BRUSSELS -- Champagne makers on Thursday saw their hopes of winning a legal case against a tapas bar chain grow as the European Court of Justice clarified the bloc's rules for safeguarding products covered by a protected designation of origin (PDO).
The case was initiated by the Comité Interprofessionel du Vin de Champagne — the trade association that represents the interests of Champagne producers and houses — when it filed a lawsuit before a Spanish court seeking to prevent the chain from using the sign "champanillo" on the grounds that the term infringes the protected designation of origin “Champagne.”
Champanillo means “little champagne."
The Luxembourg-based Court of Justice said it is up to the Barcelona Provincial Court, which had requested the ECJ to interpret EU law, to decide on the matter. But it made clear that protective designations of origins cover “both products and services.”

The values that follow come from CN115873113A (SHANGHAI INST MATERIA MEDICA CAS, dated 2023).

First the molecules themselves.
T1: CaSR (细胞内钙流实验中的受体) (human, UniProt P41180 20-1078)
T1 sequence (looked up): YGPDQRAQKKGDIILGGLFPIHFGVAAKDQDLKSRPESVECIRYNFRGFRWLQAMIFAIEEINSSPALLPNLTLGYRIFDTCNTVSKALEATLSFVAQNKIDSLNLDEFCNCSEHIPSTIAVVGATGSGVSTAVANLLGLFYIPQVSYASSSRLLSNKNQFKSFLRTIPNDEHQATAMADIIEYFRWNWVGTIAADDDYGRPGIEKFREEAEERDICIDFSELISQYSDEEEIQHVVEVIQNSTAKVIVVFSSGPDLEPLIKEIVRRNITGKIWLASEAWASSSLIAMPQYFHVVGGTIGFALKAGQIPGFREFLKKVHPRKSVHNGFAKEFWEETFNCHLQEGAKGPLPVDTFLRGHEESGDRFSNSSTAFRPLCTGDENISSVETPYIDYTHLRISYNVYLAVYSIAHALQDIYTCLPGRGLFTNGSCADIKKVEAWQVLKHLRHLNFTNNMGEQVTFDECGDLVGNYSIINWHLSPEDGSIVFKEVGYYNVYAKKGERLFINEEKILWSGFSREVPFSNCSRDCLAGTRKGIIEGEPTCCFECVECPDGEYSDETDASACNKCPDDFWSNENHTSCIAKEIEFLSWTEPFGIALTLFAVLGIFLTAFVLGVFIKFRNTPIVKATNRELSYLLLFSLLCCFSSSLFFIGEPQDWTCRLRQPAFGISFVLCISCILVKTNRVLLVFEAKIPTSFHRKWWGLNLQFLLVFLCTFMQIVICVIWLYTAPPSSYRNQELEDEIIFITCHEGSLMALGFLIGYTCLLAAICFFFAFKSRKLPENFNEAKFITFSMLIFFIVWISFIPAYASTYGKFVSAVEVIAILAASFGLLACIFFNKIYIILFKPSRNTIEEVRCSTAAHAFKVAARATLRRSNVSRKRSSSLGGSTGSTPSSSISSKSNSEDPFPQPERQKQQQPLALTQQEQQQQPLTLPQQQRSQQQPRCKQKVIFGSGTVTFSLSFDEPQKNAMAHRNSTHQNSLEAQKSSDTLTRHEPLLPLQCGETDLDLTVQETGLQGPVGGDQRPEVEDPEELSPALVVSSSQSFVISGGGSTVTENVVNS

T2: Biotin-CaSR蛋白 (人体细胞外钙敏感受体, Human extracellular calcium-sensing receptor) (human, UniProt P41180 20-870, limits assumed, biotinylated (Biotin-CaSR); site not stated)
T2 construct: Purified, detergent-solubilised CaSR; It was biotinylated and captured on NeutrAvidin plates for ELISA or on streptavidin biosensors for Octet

“The regulation thus establishes wide-ranging protection which is intended to extend to all uses which take advantage of the reputation enjoyed by products covered by one of those indications,” the court said.
As to whether “champanillo” evokes Champagne, the court noted that the concept of evocation can result from a conceptual proximity.
It noted in its press release that in addition to using the sign “champanillo,” to designate its establishments, the tapas chain also used in its advertising an image of two champagnes glasses filled with a sparkling drink.
“The Court considers that, as regards the concept of ‘evocation’, the decisive criterion is whether, when the consumer is confronted with a disputed name, the image triggered directly in his or her mind is that of the product covered by the PDO,” the court ruled.